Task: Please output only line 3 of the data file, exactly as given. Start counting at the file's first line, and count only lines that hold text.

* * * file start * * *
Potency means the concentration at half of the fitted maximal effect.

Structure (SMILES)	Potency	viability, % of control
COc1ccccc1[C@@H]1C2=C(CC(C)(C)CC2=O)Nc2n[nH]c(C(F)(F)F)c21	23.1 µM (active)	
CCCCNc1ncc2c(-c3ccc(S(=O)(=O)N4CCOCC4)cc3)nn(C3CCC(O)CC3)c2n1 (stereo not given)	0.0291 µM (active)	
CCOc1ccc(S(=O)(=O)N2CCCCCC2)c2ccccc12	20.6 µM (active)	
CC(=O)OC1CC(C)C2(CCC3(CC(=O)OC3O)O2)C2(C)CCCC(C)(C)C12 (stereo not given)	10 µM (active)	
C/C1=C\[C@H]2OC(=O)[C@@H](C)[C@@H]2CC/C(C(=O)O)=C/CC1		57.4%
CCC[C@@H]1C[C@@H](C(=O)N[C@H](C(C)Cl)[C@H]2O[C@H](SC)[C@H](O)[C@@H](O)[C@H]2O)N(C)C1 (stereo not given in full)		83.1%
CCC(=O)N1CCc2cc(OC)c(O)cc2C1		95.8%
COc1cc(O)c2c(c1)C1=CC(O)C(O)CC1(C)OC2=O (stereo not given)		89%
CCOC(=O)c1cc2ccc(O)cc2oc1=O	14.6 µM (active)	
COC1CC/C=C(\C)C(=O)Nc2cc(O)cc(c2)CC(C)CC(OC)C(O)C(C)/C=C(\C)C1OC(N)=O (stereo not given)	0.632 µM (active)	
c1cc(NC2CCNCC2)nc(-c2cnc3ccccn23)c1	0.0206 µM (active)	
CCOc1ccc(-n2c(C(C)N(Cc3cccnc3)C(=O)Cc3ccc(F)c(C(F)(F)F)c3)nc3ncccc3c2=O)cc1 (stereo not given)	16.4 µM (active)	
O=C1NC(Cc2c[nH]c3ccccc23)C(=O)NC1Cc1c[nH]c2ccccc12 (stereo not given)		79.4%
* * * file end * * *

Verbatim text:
COc1ccccc1[C@@H]1C2=C(CC(C)(C)CC2=O)Nc2n[nH]c(C(F)(F)F)c21	23.1 µM (active)	